“A rose by any name would smell as sweet,” according to Shakespeare. I would agree. I walk most days through garden, meadow, and woods, not knowing most of the names of the beautiful flowers and foliage I see. Because I know some of their names, does that increase their beauty? We as human beings find the need to identify, belong and classify by title, education, location, etc. Does any of that really get to the heart of who we are as individuals, and the essence of our beauty?
I could tell you that I am a Capricorn with a Scorpio Ascendant and an Aries Moon. For some of you, that would resonate that I am authoritative, moody and controlling, and enthusiastic with a dash of impatience. I could tell you that I am a massage therapist, some of you would extend a hand to be rubbed or tell me about a chronic hip pain that you’ve had since a fall in 2003. I could tell you that I have a bachelor’s in economics, and some may think I follow stocks and could give you a tip or two. None of these things or titles get to the heart of who I am, nor does knowing them make me any more or less beautiful. What they do is give a point of entry to a conversation or an understanding that is the lead into the potential of belonging. Potential is where many get derailed because of assumptions and expectations. Full disclosure, I still get derailed here at times.
We all have that, sometimes silent, motivation of longing to belong. I was called back to the book by John O’Donohue, Eternal Echoes – The Celtic Reflections on Our Yearning to Belong. He says, “The human heart is inhabited by many different longings. In its own voice, each one calls to your life.” He goes on to say that some of these calls are easy and some not so much to decipher. I feel this is what has us pinging others by title and relatedness. We are trying to understand these calls. We cannot get there by doing. We get there by being. I can no more change my being born a Capricorn, than change how the sun sets in the sky each evening. I can manage my assertiveness and BE myself…all of me. See, there are parts that I don’t show or care to explain. Some may know I am wildly creative and find many things easy or natural. I am a terrible proofreader and rush through many tasks just to get them done, sometimes having to redo things. Do these skills or lack of skill say anything about my tenderness? My softer side is hidden inside the tough exterior. This more tender side I decided was a weakness for many years because I didn’t understand that I was feeling much of other people’s feelings and emotions, as an empathic person. Without knowing this, some may revert to my astrology or even surmise what my Myers-Briggs might be (younger years ENTJ, later in life ENFP) or my Enneagram (8,2, or 4), and determine me difficult to get along with.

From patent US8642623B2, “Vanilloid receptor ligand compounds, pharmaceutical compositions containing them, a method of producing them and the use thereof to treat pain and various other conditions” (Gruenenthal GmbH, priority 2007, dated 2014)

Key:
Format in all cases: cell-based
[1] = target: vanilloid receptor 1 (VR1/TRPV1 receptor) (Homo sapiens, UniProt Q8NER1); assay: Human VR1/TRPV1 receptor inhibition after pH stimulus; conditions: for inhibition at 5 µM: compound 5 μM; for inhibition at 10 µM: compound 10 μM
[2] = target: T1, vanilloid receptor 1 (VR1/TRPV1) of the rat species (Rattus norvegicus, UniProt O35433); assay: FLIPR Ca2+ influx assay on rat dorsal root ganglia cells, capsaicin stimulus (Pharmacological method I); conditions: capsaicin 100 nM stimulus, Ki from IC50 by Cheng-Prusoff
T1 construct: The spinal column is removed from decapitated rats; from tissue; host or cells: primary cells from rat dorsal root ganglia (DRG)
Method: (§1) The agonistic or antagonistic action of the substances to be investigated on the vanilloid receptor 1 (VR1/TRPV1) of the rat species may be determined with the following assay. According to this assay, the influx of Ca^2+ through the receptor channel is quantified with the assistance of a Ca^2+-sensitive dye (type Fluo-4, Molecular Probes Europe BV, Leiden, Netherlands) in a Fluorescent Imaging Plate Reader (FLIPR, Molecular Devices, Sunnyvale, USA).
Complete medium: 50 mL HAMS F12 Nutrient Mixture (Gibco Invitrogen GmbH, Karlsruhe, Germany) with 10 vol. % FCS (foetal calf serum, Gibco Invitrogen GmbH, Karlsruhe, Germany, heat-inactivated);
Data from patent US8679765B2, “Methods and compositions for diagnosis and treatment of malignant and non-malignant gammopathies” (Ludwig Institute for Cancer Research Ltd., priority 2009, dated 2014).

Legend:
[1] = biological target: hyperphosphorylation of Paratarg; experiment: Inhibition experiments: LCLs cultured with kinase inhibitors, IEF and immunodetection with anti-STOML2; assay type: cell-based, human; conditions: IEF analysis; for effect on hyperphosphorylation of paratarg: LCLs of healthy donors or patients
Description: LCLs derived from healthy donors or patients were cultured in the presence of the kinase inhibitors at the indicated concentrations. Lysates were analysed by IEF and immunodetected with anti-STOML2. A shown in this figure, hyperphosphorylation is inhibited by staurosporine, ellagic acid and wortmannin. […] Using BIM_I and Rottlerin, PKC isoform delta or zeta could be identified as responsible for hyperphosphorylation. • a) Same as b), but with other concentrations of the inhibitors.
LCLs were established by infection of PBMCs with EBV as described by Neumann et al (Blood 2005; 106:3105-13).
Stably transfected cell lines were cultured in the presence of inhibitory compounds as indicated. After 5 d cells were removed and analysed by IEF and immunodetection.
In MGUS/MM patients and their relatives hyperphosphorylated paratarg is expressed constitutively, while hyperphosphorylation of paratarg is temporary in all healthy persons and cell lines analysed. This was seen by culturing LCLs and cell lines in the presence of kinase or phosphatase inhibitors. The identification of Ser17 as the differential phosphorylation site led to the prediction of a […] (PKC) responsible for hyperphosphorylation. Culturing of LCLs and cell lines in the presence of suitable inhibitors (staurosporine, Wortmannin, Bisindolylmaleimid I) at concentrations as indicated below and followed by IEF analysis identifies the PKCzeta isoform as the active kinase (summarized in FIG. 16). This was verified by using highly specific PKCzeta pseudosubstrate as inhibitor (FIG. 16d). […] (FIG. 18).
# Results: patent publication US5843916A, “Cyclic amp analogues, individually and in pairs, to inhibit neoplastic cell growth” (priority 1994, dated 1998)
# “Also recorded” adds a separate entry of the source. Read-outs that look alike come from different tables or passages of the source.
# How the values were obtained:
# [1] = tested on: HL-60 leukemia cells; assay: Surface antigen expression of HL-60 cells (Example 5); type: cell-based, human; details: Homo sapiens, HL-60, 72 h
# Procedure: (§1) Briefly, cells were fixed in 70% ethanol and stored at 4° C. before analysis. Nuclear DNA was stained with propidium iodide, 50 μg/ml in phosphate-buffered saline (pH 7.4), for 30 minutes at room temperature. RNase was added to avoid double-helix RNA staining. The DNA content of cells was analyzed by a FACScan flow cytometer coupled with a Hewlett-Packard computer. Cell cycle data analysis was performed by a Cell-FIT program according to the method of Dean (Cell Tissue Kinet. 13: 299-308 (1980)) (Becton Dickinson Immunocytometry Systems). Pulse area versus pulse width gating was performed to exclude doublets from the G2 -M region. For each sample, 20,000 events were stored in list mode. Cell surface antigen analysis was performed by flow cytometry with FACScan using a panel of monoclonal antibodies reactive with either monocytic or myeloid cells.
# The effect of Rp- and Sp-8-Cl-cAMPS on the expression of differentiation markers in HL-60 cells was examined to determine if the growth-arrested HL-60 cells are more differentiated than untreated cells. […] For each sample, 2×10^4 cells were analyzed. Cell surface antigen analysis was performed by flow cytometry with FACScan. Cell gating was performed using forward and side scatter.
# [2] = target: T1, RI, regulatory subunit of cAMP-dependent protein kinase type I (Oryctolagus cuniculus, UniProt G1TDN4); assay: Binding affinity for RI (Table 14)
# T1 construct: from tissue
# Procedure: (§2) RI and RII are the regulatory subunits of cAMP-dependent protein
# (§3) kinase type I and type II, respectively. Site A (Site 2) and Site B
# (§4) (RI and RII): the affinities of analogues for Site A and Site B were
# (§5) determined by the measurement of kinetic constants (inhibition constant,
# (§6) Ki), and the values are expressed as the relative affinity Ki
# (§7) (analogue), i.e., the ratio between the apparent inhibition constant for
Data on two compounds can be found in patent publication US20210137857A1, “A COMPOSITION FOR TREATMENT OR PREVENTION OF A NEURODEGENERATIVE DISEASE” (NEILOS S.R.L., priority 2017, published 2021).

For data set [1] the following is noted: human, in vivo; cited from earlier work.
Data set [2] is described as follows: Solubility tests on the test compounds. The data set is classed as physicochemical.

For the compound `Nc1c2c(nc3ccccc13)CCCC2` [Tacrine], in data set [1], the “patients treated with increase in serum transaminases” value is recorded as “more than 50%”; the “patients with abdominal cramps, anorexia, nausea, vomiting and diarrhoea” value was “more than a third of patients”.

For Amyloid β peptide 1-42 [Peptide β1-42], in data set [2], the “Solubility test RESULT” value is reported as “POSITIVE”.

The truth is, we seek to label others not to know them, but to know ourselves. We either identify in sameness or how we are so different. We make quick decisions of friendship, lovers, work choices…without looking honestly at the mirror before us. What do you see in another that you are/are not willing to own about yourself? Human beings are like the rose, intricate and detailed AND beautiful by any other name. And, we give others plenty of names…good ones and bad ones, maybe the names we give ourselves in the internal dialog that we refute. Accepting others where they are is the subject of much advice, self-help books, workshops, sermons, and of course, self-talk. The question is, do we extend that acceptance to ourselves? How would we relate to others if we accepted ourselves first? What would we share with them? Would we show the sweet center that is so tender?
There are many more questions and ponderings that arise from this idea of titles, labels, longings to belong. My practice and my suggestion are dare, just a little, to drop the titles and labels, save one…Human BEING. Practice being. Stand in the “you-ness”, the “I am-ness”, the “is-ness” that doesn’t have a test, degree or long list of credentials. Just BE. When I got divorced for the second time, I changed my name back to Blair and realized with my initials, B.E. Blair, that I need to figure out who this person was and how to BE her. What was a Blair? Honestly, I am still figuring this out. I have vowed, to myself, to BE me. This is really all I can do. I invite you to be you…by any other names, this is who we are. Until next time, take time to pause with the rose, the meadow, the wood. They don’t care if you call them by name. Special thank you to Reynolda Gardens for the beauty that is the garden, meadow and woods.
Peace and Blessings,
Blue Jean Oracle